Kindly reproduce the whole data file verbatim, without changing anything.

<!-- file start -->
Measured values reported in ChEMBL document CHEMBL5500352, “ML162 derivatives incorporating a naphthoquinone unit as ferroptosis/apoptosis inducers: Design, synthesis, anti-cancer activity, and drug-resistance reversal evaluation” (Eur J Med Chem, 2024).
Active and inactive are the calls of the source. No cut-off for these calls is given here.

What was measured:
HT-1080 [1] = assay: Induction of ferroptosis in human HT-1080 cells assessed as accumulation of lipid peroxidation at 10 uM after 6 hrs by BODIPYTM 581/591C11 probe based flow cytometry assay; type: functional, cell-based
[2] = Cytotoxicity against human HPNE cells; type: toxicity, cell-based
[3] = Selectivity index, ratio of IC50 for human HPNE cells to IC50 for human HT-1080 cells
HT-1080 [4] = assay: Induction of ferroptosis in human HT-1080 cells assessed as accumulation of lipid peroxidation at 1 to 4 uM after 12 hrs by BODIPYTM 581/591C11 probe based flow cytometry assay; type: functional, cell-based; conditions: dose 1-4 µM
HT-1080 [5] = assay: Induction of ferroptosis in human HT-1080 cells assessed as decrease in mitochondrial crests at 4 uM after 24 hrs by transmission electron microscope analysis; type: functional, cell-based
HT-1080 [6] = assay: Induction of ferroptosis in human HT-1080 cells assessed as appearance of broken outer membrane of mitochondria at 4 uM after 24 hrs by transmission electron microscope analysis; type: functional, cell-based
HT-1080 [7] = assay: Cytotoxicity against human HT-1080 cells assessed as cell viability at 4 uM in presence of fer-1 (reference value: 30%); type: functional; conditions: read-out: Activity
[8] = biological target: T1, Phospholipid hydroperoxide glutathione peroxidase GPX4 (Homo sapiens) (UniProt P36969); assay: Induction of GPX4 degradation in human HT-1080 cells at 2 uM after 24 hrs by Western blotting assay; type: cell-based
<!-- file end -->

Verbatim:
Measured values reported in ChEMBL document CHEMBL5500352, “ML162 derivatives incorporating a naphthoquinone unit as ferroptosis/apoptosis inducers: Design, synthesis, anti-cancer activity, and drug-resistance reversal evaluation” (Eur J Med Chem, 2024).
Active and inactive are the calls of the source. No cut-off for these calls is given here.

What was measured:
HT-1080 [1] = assay: Induction of ferroptosis in human HT-1080 cells assessed as accumulation of lipid peroxidation at 10 uM after 6 hrs by BODIPYTM 581/591C11 probe based flow cytometry assay; type: functional, cell-based
[2] = Cytotoxicity against human HPNE cells; type: toxicity, cell-based
[3] = Selectivity index, ratio of IC50 for human HPNE cells to IC50 for human HT-1080 cells
HT-1080 [4] = assay: Induction of ferroptosis in human HT-1080 cells assessed as accumulation of lipid peroxidation at 1 to 4 uM after 12 hrs by BODIPYTM 581/591C11 probe based flow cytometry assay; type: functional, cell-based; conditions: dose 1-4 µM
HT-1080 [5] = assay: Induction of ferroptosis in human HT-1080 cells assessed as decrease in mitochondrial crests at 4 uM after 24 hrs by transmission electron microscope analysis; type: functional, cell-based
HT-1080 [6] = assay: Induction of ferroptosis in human HT-1080 cells assessed as appearance of broken outer membrane of mitochondria at 4 uM after 24 hrs by transmission electron microscope analysis; type: functional, cell-based
HT-1080 [7] = assay: Cytotoxicity against human HT-1080 cells assessed as cell viability at 4 uM in presence of fer-1 (reference value: 30%); type: functional; conditions: read-out: Activity
[8] = biological target: T1, Phospholipid hydroperoxide glutathione peroxidase GPX4 (Homo sapiens) (UniProt P36969); assay: Induction of GPX4 degradation in human HT-1080 cells at 2 uM after 24 hrs by Western blotting assay; type: cell-based